Perhaps the most ambitious local food project in Guilford County is a proposal by Urban Harvest to create a farm on six acres in the historic Aycock neighborhood.

The nonprofit group, founded by Daniel Leiker and Justin Leonard, has garnered support from residents, city officials and the Dascalakis family that owns the site valued at more than $2 million.

"This is high-profile," said Linn, a supporter of the project. "This is going to push questions that will push answers. And if it wasn't the right thing to do, it wouldn't have this life that it's got.

"We do need to know as a community how we work through these questions, how do we get along, how do we rent plots and grow food, how do we define these partnerships."

The farm is a long-term vision. Right now, Leiker oversees a first-phase community garden at the site while his partner interns at an urban farm in Milwaukee.

On a hot and sticky June afternoon, Leiker and a crew of volunteers hacked away wisteria vines and built 12 garden beds out of wet cardboard and city compost.

Leiker sees farming as both vocation and spiritual practice. But the future of the project is unclear, as Leiker needs to develop a viable business plan — fewer than half of farms across the country are self-supporting — and resolve the site's residential zoning and tree regulations if he wants to build greenhouses there.

"I hope that one day I won't have to worry about where my rent's coming from each month," said Leiker, who lives in the adjacent Fisher Park neighborhood and rides around downtown on an old one-speed bicycle. "But the cool thing about my job is I'm learning a really cool way to live life."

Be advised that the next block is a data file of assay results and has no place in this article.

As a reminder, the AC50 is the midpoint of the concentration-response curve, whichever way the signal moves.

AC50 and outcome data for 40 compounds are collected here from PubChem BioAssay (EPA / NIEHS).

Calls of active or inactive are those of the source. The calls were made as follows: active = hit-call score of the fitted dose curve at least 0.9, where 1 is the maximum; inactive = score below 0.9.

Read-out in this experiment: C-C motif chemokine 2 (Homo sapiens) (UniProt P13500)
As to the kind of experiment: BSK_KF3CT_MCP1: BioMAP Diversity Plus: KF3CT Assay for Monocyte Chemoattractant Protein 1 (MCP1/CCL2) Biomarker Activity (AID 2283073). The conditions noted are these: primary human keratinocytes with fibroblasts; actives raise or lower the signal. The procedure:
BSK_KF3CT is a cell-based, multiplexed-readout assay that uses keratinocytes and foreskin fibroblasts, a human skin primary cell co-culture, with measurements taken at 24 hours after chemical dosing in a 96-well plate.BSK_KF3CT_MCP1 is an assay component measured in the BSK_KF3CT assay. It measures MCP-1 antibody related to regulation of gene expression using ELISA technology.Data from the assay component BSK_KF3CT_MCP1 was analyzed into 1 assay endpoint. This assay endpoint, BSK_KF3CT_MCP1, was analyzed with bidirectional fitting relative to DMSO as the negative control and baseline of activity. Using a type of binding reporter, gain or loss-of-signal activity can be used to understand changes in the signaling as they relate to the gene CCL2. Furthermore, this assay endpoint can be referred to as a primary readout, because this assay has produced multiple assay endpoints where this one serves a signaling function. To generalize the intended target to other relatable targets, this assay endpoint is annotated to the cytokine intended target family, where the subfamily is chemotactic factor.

Many people across the country share Leiker's dream of supplying local residents and restaurants with produce.

A new company called Earthwise in Wake Forest seeks to incorporate farmland into new housing developments near urban areas. And farms exist or have been proposed for cities across the nation, including Atlanta, Chicago, Detroit and Philadelphia.

Urban farmers Mary Seton Corboy and Daniel Dermitzel attended a Greensboro conference in June to help convince philanthropists to fund urban agriculture.

"People don't realize that there are people out there who have been building the base for this for a number years," said Corboy, who co-founded Greensgrow in Philadelphia in 1998. "This is not just something that came up last year because somebody wrote an article in 'The New Yorker' about it.

"This is something that has been emerging to fill a real void in our food system and our social structure."

Editor’s note: For more on gardening, see the Monitor’s main gardening page, which offers articles on many gardening topics. Also, check out our blog archive and our RSS feed. You may want to visit Gardening With the Monitor on Flickr. Take part in the discussions and get answers to your gardening questions. If you join the group (it’s free), you can upload your garden photos and enter our next contest. We’ll be looking for photographs of fruits. So find your best shots of summer’s blueberries, peaches, plums, etc., and get out your camera to take some stunning shots of early fall apples. Post them before Sept. 30, 2009, and you could be the next winner.